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This eBook from the Gutenberg Project consists of approximately 111 pages of information about Andrew Golding.

‘Never I, while you stay here,’ I answered.

‘It repents me often,’ she said, ’that I discovered to you my design of coming up hither.  I would you were safe at home again.’

‘I have no home, but where you are,’ said I.

‘Poor faithful little heart!’ she says, sighing.  ’Well, get on with thy history-writing; I must go forth presently, when all is quiet again; and when I return thou shalt show me what thou hast written.  Tell the tale orderly, Lucy; begin at the beginning with “Once upon a time there lived two sisters; the elder was a fool, but the younger one loved her"’—­and before I could say a word she had slipt away.

I sat awhile, too much disquieted to write, listening against my will for the heavy sounds that told how the dead man next door was being carried forth and laid in the cart; but the thing lumbered away at last, its cracked bell tinkling dolefully; and I found courage to take to my work.

But to begin at the beginning is not so easy, especially for one so unskilful with her pen as I. And who shall say what are the beginnings of the things that befall us?  Perhaps they lie far off, long before our little life itself began.

CHAPTER I.

HOW WE WERE VISITED BY TWO OF OUR KINSFOLK, OUR FATHER BEING DEAD; AND HOW THEY BEHAVED THEMSELVES TOWARD US.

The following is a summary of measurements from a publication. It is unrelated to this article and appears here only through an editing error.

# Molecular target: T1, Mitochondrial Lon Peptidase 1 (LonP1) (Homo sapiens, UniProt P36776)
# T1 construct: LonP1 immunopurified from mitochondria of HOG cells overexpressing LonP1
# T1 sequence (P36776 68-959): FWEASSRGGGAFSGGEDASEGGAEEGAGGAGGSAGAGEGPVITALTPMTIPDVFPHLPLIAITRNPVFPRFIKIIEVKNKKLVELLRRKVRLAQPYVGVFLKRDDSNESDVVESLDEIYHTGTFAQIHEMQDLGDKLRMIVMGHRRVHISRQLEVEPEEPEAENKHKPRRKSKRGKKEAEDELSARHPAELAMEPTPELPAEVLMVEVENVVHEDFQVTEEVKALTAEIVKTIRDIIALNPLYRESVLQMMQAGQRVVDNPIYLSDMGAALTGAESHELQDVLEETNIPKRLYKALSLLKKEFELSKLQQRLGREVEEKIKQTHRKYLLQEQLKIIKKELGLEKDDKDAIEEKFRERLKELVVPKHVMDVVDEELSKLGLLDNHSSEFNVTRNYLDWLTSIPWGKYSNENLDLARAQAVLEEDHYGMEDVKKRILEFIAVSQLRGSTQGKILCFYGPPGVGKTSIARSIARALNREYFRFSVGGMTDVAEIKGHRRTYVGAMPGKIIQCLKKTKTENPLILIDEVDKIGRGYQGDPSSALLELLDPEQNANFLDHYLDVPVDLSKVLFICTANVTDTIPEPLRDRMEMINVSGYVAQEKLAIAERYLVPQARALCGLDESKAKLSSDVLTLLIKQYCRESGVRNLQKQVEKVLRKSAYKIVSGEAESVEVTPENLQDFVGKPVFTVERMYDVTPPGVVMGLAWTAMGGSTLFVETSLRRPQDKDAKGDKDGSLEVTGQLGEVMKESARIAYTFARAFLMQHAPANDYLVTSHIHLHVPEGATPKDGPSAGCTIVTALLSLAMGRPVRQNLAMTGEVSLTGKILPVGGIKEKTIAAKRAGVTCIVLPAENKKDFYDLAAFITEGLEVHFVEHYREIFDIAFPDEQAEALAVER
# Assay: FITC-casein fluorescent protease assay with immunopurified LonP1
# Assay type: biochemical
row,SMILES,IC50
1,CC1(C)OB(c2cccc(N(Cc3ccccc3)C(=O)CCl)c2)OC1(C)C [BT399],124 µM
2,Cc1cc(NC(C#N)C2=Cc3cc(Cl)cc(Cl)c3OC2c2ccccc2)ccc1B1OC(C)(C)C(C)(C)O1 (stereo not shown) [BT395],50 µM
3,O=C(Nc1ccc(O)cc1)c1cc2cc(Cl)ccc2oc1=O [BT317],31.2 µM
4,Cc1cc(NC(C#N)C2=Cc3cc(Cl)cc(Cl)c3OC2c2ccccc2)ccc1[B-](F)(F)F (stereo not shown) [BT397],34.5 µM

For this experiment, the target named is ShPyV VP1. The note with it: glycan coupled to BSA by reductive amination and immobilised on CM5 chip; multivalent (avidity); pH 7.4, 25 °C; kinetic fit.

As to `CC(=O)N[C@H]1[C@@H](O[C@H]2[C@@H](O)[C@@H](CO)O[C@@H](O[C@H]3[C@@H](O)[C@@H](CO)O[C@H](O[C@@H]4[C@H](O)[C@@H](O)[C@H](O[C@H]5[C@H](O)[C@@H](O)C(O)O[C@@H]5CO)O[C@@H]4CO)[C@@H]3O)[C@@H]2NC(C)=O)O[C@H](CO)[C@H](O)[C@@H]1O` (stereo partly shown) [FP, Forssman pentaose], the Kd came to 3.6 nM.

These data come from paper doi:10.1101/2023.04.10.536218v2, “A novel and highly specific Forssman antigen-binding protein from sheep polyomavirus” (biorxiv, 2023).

Think, however, that the troubles that now lie upon us might not have been ours had not our father died when he did, which was the cause of our being taken into the house of our mother’s sister, Mrs. Margaret Golding;—­a happy thing we then thought it, that she would receive us, for we were in great straits;—­so I will begin my history at that sad period.

Our father, William Dacre, was indeed a gentleman, born to a competent estate, and married into an honest stock and to some fortune, but his fair prospects were all blighted and our mother’s money well-nigh wasted before he died.  To his great loss, he stood steadily for the king against the Parliament all through the late Rebellion, as he would ever call it; and, our mother’s people being very stiff on the other side, and she dying while we were little children, we were sundered from them while our father lived.  He took such care of us as he could, striving to breed us up like gentlewomen; sometimes we lived with him in London lodgings, sometimes were left at his manor-house of Milthorpe; but the last two years of his life were very uneasy to him and to us.

For when the young king, Charles the Second, was brought in again, five years agone, our father was drawn up to Court by some I will not name, who tempted him with hopes of preferments and rewards to recompense his loyalty.  He wasted his means much through the ill counsel of these false friends, but obtained no fruit of their promises, and at last he died suddenly; whether broken-hearted or not I leave to the judgment of God, and to the consciences of the men who for their own ends had betrayed him into those vain expectations.  At that time Althea was barely nineteen, and I a little past sixteen; we had no brother nor other sister.

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